PALM Charity Gig

Gearoid is at it again, helping us out with our funding.
The previous gig was most entertaining and the proceeds are making a significant contribution towards the self sufficiency of the rural populations we work with.
In terms of water alone: 1 euro means water for life for one villager, which in itself is a significant contribution.
I constantly sing the praises of the young people I meet in this work, they are generous, caring and have more of a moral conscience than many of the people who write and talk so profusely with the opposite view.
We are most grateful for the support and wish them all the success they deserve, musically or in all their other efforts.

Gearoid writes:

Dear John,

How’s it goin’, I hope all is well. I’m just writing to let you know that we are organising another event in aid of Wells For Zoe, a multi-act charity gig this Thursday, March 13th. The night will start with DJs in National College of Art Design (opposite Vicar Street venue on Thomas Street) from 20.00 and then live music in McGruders pub (down the road from Vicar Street) from 22.00. We have Danny O’Reilly (of The Coronas), Killer Chloe and many, many other bands and DJs.

It would be great to see you there!
Gearoid

Unfortunately I have to miss the fun, as I’m heading for Malawi tomorrow.
Have a great time.

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Wells for Zoë, on ‘Today with Pat Kenny’

PPI Radio Awards Winner 2007 – Current Affairs programme – ‘Today with Pat Kenny’

Fri 7th March, 2008

About The Show: Rock solid, right in the middle of the morning, Today With Pat Kenny assesses the main news stories of the day and goes behind the headlines to bring you the very latest. ‘Today With Pat Kenny’ is a slice of Irish life, with guest interviews, music and much much more. Pat brings you a very individual blend of talk-show topics, serious issues as well as the brighter side of life and a great dose of classic tunes.

Mary and myself got a spot on this top rated show yesterday, Fri 7th March, 2008.

The research was done by Fachtna O’Drisceil, who put together a wonderful outline of who we are and what we are attempying.
We are appreciative of his excellent work. Pat was welcoming, most pleasent and was very well briefed on our organisation and work. He soon put us at our ease and very professionally guided us novices through our slot. It was an education to see a true professional at work.

We are very grateful for the opportunity to bring our view of Malawi, to such a wide audience, on such a popular program.
Not for the faint hearted, but delighted to do it to further the course of the amazing people we work with in Northern Malawi.

You can listen to the show here

Dying for change, on Mother’s Day

Monday, 3 March 2008
I am thankful to Stories on Malawi: http://www.storiesonmalawi.blogspot.com, for this most informative piece on the inequity of our world. Visit Stories on Malawi for daily news.
What could be more basic?
Right to life?
The success of Womens Lib?
Home Births?

It was Mothers’ Day yesterday, and in those 24 hours about 1,500 women will have died giving birth, as they do every day of the year. Almost all the deaths will have been in the world’s 75 poorest countries. Most would have been preventable in more affluent nations. Maternal health is a bald and unforgiving indicator of the state of a country’s medical services – and its civil society. After all, most women give birth. A society that neglects their needs is a society that institutionally discriminates against women.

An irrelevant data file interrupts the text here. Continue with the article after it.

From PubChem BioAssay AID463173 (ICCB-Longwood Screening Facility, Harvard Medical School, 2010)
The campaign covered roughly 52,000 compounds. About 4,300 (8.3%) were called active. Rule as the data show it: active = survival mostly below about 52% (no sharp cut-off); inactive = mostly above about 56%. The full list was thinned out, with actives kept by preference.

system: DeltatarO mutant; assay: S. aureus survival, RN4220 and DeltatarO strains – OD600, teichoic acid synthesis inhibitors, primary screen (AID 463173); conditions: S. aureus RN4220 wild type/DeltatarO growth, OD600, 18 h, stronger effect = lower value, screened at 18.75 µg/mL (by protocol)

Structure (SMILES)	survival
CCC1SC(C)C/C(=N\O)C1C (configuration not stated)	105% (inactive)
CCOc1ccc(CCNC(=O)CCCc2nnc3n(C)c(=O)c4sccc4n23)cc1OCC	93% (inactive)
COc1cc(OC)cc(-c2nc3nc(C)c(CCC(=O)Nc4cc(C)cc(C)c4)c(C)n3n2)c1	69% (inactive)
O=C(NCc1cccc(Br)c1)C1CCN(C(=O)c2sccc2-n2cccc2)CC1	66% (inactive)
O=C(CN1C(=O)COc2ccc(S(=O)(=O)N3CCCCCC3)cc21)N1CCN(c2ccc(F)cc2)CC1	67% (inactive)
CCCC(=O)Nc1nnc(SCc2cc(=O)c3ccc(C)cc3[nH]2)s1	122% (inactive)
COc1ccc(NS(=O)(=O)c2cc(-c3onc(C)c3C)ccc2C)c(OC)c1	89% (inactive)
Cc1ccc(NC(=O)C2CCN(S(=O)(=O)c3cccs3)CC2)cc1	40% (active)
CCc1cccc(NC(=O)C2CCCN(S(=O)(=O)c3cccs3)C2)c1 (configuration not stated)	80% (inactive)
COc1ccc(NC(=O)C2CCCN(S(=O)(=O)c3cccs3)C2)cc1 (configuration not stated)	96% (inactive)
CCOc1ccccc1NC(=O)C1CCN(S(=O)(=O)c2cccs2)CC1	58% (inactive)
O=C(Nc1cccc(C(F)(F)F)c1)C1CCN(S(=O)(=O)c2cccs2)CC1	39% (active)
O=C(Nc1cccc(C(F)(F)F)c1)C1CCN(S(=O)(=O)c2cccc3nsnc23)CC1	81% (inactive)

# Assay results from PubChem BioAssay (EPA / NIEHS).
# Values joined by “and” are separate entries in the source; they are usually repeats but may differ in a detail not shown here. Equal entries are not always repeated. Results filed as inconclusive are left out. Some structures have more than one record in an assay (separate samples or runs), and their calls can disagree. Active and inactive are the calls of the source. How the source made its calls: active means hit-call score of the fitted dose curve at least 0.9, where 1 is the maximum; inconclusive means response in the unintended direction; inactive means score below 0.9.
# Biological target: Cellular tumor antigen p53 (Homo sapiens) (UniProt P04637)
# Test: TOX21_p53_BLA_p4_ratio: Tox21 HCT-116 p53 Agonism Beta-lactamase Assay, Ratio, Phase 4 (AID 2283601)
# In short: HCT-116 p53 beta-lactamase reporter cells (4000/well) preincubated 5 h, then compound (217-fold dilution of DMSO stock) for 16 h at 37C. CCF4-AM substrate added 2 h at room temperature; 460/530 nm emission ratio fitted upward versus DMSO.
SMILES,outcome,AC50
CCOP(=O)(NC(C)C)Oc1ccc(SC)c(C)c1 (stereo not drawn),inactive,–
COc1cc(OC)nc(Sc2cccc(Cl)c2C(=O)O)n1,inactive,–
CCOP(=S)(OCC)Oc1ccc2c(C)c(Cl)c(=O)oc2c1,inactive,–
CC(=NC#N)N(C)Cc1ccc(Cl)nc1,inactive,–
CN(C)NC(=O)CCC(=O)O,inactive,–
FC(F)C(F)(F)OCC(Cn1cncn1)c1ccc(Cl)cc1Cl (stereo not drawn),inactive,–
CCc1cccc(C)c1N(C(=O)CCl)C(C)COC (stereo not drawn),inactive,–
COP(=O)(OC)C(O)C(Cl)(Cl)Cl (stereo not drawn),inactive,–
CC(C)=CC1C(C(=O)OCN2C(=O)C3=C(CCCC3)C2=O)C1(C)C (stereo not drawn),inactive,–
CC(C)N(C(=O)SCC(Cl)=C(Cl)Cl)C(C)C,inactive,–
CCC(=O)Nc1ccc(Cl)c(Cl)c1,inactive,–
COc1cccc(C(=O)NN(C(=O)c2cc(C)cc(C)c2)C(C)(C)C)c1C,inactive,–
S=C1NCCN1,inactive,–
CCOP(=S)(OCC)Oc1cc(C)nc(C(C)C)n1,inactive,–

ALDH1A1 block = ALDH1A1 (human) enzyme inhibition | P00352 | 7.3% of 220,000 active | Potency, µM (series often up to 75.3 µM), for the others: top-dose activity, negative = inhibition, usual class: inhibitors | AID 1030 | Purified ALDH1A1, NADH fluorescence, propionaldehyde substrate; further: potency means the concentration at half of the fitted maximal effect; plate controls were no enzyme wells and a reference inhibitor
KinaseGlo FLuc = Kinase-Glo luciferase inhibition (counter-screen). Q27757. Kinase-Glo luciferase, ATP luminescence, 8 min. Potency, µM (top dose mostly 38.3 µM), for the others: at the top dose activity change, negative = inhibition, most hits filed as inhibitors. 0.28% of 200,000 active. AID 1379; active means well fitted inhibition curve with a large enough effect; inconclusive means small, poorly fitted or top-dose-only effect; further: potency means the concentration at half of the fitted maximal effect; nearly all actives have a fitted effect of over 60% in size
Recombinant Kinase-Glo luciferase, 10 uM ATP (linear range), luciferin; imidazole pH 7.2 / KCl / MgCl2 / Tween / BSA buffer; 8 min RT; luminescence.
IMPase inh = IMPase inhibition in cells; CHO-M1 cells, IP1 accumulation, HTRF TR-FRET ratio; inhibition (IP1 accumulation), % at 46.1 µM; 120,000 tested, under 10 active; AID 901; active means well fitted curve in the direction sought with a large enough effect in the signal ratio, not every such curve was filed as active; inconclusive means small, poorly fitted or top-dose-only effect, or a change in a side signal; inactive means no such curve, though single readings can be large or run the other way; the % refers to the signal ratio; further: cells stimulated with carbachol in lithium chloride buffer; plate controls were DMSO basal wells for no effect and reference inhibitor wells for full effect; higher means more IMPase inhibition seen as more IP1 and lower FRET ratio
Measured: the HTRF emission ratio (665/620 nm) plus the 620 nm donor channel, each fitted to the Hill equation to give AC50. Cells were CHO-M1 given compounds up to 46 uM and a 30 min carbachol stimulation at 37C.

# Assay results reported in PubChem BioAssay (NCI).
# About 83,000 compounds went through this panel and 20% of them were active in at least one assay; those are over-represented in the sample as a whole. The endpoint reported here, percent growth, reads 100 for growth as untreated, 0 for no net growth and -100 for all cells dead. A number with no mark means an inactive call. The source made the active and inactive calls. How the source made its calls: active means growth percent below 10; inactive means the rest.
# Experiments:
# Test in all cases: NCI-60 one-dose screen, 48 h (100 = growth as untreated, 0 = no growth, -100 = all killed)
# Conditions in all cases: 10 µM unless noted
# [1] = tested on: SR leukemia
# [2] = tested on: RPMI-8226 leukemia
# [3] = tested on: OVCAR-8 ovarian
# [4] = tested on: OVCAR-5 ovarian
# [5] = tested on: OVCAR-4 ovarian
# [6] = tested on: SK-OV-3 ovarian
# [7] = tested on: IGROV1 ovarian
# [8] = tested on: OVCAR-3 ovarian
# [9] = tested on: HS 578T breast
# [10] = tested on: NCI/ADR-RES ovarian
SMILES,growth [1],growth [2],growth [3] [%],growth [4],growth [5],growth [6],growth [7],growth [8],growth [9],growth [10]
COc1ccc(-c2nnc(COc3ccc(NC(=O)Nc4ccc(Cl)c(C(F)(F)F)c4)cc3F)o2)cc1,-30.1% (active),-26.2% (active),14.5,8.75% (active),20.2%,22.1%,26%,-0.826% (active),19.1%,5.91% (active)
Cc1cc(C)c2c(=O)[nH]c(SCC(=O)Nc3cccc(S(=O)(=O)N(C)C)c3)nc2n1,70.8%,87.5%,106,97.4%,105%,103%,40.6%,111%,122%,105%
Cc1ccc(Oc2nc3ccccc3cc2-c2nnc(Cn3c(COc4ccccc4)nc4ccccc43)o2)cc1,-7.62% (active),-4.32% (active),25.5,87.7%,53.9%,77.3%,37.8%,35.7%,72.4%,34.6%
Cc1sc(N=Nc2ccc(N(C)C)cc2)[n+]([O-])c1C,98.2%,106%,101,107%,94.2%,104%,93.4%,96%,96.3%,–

In a report released on Mothers’ Day, MPs on the international development select committee have established that the true number of deaths might be 50% higher than the official estimates: perhaps as many as 870,000 women die annually in the days around birth. For every death, another 30 women are reckoned to be left in some way disabled. In sub-Saharan Africa things are actually getting worse.

In development circles there is agreement about what needs to be done. Governments need to make it happen. Slender budgets – and not just in health – fail to reflect women’s needs. In Bangladesh, educating girls has been the key to reducing maternal deaths. Educated young women are more likely to seek antenatal care, and more likely to give birth in clinics.

Rural sub-Saharan Africa presents particular problems. The worldwide shortage of midwives is at its most acute, and scarce clinics are poorly equipped. Most women give birth without skilled assistance, so complications are often detected too late for women to reach distant medical help. Governments must reward staff for working in those backwaters where they are currently reluctant to locate. In Katine, Uganda, where the Guardian is a co-sponsor in a three-year project, the skills of traditional birth attendants are being upgraded, while staff are being recruited and trained to work in rural clinics. New ways must also be found to help women travel in the event of emergency. In Malawi a scheme has been set up where police transport can be called in.

Safe birth is only part of the equation. More than one in 10 maternal deaths is linked to unsafe abortion. Improving access to abortion, and above all to contraception, could, the MPs point out, save thousands of women a year. But the most powerful tool right now is advocacy. The White Ribbon Alliance campaign for improved facilities aims to force governments to reconsider their priorities. The rate of maternal death will not fall by the 75% demanded by the millennium development goal without a transformation in attitudes. Less progress has been made here than in any of the other goals for 2015 set by the UN. That is not a reason for giving up. It is a reason for shouting louder.